The Ellen Clarke Bertrand Library

Workshops on Open Educational Resources (OER)


The Process

  1. Create OER
  2. Test and revise
  3. Apply an appropriate license
  4. Create instructions for student use
  5. Create documentation for faculty/instructors
  6. Share

Based on slide "What do I have to do to create Open Educational Resources?" from 2018 presentation Building OERs by Prof. Greg Szczyrbak and Dr. Chris Stieha. Used with permission.

The Licenses

creative commons public domain license No rights reserved
creative commons attribution license Attribution required. No other restrictions.
creative commons attribution share-alike license Attribution required. New works must contain the same license.
creative commons attribution non-commercial license Attribution required. Non-commercial use only.
creative commons attribution non-commercial share-alike license Attribution required. Non-commercial use only. New works must contain the same license.
creative commons attribution no derivatives license Attribution required. No derivative works.
creative commons non-commercial no derivatives license Attribution required. Non-commercial use only. No derivative works.

From "About the Licenses" by Creative Commons. CC BY 4.0

Considerations for Creating OER


  • Facilitates updating and correcting errors
  • Allows for modification and remixing
  • Consider using technology to build that is free and widely available
  • Consider chunking material so small pieces of content can be updated at a time
  • Apply a license that is compatible with customization


  • Check licenses of borrowed material
  • Get permission to use any material that is protected under copyright


  • Determine how you want the work to be used
  • Apply an appropriate license


  • Compatibility with assistive devices
  • Alt-text for non-text items (like images)
  • Web accessibility checks (WAVE - web accessibility evaluation tool)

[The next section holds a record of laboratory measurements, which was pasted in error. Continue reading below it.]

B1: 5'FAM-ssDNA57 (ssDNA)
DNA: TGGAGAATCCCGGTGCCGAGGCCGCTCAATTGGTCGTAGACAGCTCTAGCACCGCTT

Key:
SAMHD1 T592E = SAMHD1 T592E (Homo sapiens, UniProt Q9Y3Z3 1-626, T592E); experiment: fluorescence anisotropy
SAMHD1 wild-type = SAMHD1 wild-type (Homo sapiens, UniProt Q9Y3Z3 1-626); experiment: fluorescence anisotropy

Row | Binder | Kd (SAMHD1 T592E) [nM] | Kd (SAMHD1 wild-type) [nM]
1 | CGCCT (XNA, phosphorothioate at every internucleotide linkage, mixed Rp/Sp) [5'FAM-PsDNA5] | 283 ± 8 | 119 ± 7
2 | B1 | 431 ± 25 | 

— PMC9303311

• Audio and video files contain captions and/or transcripts


  • Create within the host site
  • OR create and upload to host site


  • Where to share

Adapted from Tutorial 2: Creating and Modifying Open Educational Resources from Affordable Learning Georgia. CC BY 4.0

Levels of Openness

creative commons license spectrum

By Shaddim; original CC license symbols by Creative Commons, CC BY 4.0

Selecting a License

Authoring Tools for Small-Scale Projects

Content authoring tools range from simple to complex. If you have access to a tool that allows you to create any kind of content (a simple rich text document, a complex program, and anything in between) you can make it available using a Creative Commons license.

A few tools that are readily accessible for content creation (with varying levels of openness) include WordPress for building web sites (if you aren't already using Bucknell's WordPress instance, contact Digital Pedagogy & Scholarship at for more information), Microsoft Office products like PowerPoint and Word or Google Drive for creating documents and visual aids, and Audacity for creating audio content.

To create content within a hosting system, consider the following:

Sharing Your OER

You can easily and readily share through Google Drive or your WordPress site. Creative Commons Search provides a list of content services that allow you to upload and share your CC-licensed work. Here's a list of other platforms that allow you to share.

Worksheet: Creating an OER

Open Images, Videos, and Audio Files

If you need stock images, videos, and audio files for use within your OER, visit the library's Copyright Guide.

On each of the Image, Video, Sound pages, you will find links to open sources for each type of file. Be sure to check licensing for any use restrictions, and for compatibility with the license you plan to apply to your OER.

Sample Large-Scale OER Projects

Resources for Large-Scale OER Projects


Authoring Tools


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